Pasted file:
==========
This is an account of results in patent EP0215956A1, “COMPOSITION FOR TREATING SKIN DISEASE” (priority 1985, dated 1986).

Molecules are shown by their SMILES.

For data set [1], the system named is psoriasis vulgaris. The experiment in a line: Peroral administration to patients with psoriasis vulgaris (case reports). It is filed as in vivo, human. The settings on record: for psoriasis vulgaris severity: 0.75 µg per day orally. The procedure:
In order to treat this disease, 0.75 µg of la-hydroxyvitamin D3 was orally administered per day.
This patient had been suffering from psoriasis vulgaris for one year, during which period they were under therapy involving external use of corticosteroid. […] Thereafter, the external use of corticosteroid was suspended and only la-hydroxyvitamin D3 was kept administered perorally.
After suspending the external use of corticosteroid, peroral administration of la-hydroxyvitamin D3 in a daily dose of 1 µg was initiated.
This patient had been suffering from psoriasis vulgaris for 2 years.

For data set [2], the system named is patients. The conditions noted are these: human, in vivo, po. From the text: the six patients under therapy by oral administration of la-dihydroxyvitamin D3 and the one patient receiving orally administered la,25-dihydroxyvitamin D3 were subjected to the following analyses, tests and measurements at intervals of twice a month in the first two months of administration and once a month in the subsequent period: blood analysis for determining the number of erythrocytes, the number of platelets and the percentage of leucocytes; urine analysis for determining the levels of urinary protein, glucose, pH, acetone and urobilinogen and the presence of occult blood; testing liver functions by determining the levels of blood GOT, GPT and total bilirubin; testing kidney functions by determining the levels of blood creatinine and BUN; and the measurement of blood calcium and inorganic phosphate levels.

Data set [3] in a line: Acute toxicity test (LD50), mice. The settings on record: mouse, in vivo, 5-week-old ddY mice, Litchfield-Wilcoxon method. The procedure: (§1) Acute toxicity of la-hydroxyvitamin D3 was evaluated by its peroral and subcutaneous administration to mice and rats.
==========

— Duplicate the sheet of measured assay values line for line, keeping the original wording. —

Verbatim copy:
This is an account of results in patent EP0215956A1, “COMPOSITION FOR TREATING SKIN DISEASE” (priority 1985, dated 1986).

Molecules are shown by their SMILES.

For data set [1], the system named is psoriasis vulgaris. The experiment in a line: Peroral administration to patients with psoriasis vulgaris (case reports). It is filed as in vivo, human. The settings on record: for psoriasis vulgaris severity: 0.75 µg per day orally. The procedure:
In order to treat this disease, 0.75 µg of la-hydroxyvitamin D3 was orally administered per day.
This patient had been suffering from psoriasis vulgaris for one year, during which period they were under therapy involving external use of corticosteroid. […] Thereafter, the external use of corticosteroid was suspended and only la-hydroxyvitamin D3 was kept administered perorally.
After suspending the external use of corticosteroid, peroral administration of la-hydroxyvitamin D3 in a daily dose of 1 µg was initiated.
This patient had been suffering from psoriasis vulgaris for 2 years.

For data set [2], the system named is patients. The conditions noted are these: human, in vivo, po. From the text: the six patients under therapy by oral administration of la-dihydroxyvitamin D3 and the one patient receiving orally administered la,25-dihydroxyvitamin D3 were subjected to the following analyses, tests and measurements at intervals of twice a month in the first two months of administration and once a month in the subsequent period: blood analysis for determining the number of erythrocytes, the number of platelets and the percentage of leucocytes; urine analysis for determining the levels of urinary protein, glucose, pH, acetone and urobilinogen and the presence of occult blood; testing liver functions by determining the levels of blood GOT, GPT and total bilirubin; testing kidney functions by determining the levels of blood creatinine and BUN; and the measurement of blood calcium and inorganic phosphate levels.

Data set [3] in a line: Acute toxicity test (LD50), mice. The settings on record: mouse, in vivo, 5-week-old ddY mice, Litchfield-Wilcoxon method. The procedure: (§1) Acute toxicity of la-hydroxyvitamin D3 was evaluated by its peroral and subcutaneous administration to mice and rats.